Aaron Smart flies two or three times a week and prefers private jets, but he doesn’t own a plane. He has a smartphone for that. Mr. Smart, who is an owner of Manhattan’s ArtNowNY and Joseph Gross galleries, has homes in Rancho Palos Verdes, Calif., and New York, making for a lot of time spent on planes.
To make travel easier, and to avoid the headache of commercial flying, he often uses JetSmarter, a start-up service that, for an annual membership fee, allows him to fly on so-called empty legs, or private jets flying without passengers on their way to pick someone up.
Call it ride-hailing for the jet set.
The service is one of a host of new ventures that are seeking to upend the private jet market by capitalizing on advancing technology and rising dissatisfaction with commercial airlines.
Before the recession, business travelers and companies were more likely to own fractional shares of a business jet — a flying time share, essentially. But the downturn, along with major airlines’ cost-cutting measures, prompted many to rethink flying options, leading to a surge of new services.
“It’s continually evolving,” said Dan Hubbard, senior vice president of the National Business Aviation Association. The new options “are yet another way of coming at this.”
In some cases, the flights end up costing the same or less than first-class tickets on a commercial airliner.
Among the start-ups is Magellan Jets, which offers a subscription-based model where passengers can buy blocks of flight time and then get matched to planes through an iPhone app. Magellan users are not tied to a specific plane, which allows more flexibility.
Magellan Jets guarantees an aircraft — including turboprops and helicopters — within 10 hours of a customer’s request in the United States, or within 24 hours in Europe. The company, which is based in Quincy, Mass., and works with about 95 aircraft providers, conducts background checks on flight crews before every trip, said Magellan’s president, Anthony Tivnan.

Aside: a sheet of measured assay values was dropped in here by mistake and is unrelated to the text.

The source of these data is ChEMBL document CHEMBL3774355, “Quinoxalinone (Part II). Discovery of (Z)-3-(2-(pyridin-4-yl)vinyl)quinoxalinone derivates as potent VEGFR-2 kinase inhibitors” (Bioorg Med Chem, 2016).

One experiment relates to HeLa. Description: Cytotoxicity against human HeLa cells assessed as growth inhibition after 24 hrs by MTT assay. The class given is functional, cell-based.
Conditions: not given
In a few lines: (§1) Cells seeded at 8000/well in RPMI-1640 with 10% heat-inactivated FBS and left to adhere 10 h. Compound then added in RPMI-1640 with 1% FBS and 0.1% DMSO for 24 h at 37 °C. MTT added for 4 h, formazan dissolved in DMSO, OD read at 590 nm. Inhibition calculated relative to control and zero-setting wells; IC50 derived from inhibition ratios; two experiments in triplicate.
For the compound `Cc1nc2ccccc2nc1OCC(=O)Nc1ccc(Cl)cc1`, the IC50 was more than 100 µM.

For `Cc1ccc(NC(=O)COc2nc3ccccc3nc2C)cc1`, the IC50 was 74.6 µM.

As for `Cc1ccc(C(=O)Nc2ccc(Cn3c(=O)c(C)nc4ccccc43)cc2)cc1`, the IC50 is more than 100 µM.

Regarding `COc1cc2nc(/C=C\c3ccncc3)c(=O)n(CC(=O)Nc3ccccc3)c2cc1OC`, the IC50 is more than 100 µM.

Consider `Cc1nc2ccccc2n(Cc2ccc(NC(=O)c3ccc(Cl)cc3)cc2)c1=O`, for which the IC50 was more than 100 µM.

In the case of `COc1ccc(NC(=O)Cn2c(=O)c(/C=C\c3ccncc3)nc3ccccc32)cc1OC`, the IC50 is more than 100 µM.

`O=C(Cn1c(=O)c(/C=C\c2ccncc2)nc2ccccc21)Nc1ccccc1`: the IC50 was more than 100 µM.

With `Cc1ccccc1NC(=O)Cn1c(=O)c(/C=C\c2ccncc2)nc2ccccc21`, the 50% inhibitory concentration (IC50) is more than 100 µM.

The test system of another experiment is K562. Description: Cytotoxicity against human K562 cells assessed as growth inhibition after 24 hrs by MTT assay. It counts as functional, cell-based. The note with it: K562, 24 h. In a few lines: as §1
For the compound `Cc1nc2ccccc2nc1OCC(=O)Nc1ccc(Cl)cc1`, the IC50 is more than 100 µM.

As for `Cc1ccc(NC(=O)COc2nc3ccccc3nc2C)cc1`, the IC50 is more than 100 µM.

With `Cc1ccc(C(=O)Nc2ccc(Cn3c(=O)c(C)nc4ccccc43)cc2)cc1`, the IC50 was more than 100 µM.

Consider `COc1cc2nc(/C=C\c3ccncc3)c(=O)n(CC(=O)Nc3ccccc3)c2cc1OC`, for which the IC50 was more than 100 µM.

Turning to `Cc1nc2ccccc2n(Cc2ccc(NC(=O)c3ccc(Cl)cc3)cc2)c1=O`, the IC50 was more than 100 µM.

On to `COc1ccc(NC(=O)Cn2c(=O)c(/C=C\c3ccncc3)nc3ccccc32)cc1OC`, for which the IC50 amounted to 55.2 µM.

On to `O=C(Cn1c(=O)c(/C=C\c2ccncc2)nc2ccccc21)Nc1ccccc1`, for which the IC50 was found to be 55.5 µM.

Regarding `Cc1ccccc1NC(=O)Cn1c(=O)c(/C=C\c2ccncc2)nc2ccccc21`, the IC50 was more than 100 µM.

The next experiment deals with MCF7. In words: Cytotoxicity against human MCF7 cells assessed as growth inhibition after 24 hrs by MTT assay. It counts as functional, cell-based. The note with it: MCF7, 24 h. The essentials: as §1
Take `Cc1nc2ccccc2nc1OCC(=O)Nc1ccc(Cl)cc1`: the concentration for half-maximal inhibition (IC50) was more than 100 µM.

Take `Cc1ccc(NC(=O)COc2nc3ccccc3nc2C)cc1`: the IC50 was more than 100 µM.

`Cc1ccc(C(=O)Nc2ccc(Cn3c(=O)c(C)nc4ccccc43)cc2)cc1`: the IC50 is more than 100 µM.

The service would have been unthinkable before the Internet, which allows Magellan to quickly find planes upon request.
“It takes us seconds to find this availability,” Mr. Tivnan said. “Before, we couldn’t do that, so you had to go to one of the legacy fractional carriers.”
Another start-up is BlackJet, which pairs customers with empty seats on nearby private aircraft.
Formerly called GreenJets, BlackJet notes that its tickets cost about the same as first-class airline seats. But the similarities end there, said BlackJet’s chief executive, Dean Rotchin.
Private jets “are much more reliable,” he said, noting that about half of BlackJet’s customers are business travelers. “It takes off when it’s supposed to take off. You drive up to the airplane. Fifteen minutes and you’re in the air.”
For Mr. Smart, who switches among JetSmarter, BlackJet and the California-based Surf Air, another venture that offers a membership-based service, the new options have taken some of the stress out of his frequent traveling.
“I’ve done Fort Lauderdale to Teterboro for free, which would normally be $15,000,” he said, referring to the small New Jersey airport. “It saves time. You park for free, get on the plane and go.”